This weekend’s presidential debate took place mere miles from Ferguson, Missouri, yet there was no mention of the tension and division that characterizes police-community relations. No matter your opinion on shootings of and by police, it is clear that our society is mired in conflict about what policing should look like and the role that stereotyping of and implicit bias towards people of color plays. Proposed solutions vary: a Junior Citizens Police Academy started by a high school principal in Coney Island brings together police officers and high school students to build trust through open dialogue in and out of the classroom; the LAPD recently issued a new policy that calls for officers to treat the homeless with compassion and empathy; police departments across the country are adopting implicit bias training; Campaign Zero delivered a ten-point manifesto that proposes policy solutions such as using independent investigators in cases of police force and demilitarizing local departments; and Black Lives Matter members (among others) are investigating the idea of police-free communities.
At PACH, we always start by looking at the root of the problem. According to decades of research, biases, stereotypes, and distrust among groups are often caused by a lack of empathy between those who are different from each other. In the case of police officers and community members, each is not able to see themselves in the other and thus implicit bias, stereotyping, and distrust more easily evolve into violence. The long-term solution therefore must be rooted in the recognition of a common humanity, the first step toward building more caring and connected communities. In response to this empathy gap, PACH is engaged in efforts to spark conversation about policing, violence, bias, and stereotyping that includes cops and members of the communities they serve. Our initiatives seek to inform and foster emerging community policing 2.0 strategies that move beyond having police officers and community members interacting with each other. We start from a new place, helping each see themselves in the other. Engagement is critical but it is not enough; unlocking empathy is essential for decreasing the mistrust and violence and building the kind of relationship that is at the core of understanding and connected communities.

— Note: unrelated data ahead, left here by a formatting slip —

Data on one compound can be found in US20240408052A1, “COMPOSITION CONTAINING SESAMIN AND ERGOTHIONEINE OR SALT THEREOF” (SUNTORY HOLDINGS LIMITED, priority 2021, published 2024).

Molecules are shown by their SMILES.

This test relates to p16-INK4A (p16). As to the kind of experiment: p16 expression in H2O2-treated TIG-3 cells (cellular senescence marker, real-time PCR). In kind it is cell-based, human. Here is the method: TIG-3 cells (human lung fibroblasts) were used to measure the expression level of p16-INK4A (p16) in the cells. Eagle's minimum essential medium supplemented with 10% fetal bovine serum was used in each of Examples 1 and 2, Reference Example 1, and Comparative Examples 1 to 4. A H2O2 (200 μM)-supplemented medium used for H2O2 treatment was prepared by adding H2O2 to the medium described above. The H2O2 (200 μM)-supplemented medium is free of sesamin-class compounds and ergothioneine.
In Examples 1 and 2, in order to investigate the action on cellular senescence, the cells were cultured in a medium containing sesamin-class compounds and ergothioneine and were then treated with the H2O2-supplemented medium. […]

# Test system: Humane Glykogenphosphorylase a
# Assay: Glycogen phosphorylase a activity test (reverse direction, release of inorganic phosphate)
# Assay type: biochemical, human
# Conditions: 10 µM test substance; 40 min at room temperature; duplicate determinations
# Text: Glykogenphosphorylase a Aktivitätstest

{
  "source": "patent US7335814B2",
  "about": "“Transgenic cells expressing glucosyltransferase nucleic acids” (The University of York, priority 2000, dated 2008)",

As part of this effort, we launched the We Are Human (WAH) video campaign in four communities in California, Los Angeles, Oakland, Richmond, and Stockton. This campaign captures video self-portraits of people, a mix of police officers and community members, answering five questions that underscore our common humanity. Each of the questions has been found to evoke responses that reveal remarkable similarities across diverse communities. These videos are only the beginning of PACH’s efforts to contribute to solutions to the current tension. The necessary foundation of any effective relationship is seeing the humanity in the other, and the only way to solve our problems as a community and society is through collective action and collaboration. We need each other. That’s what it means to be human.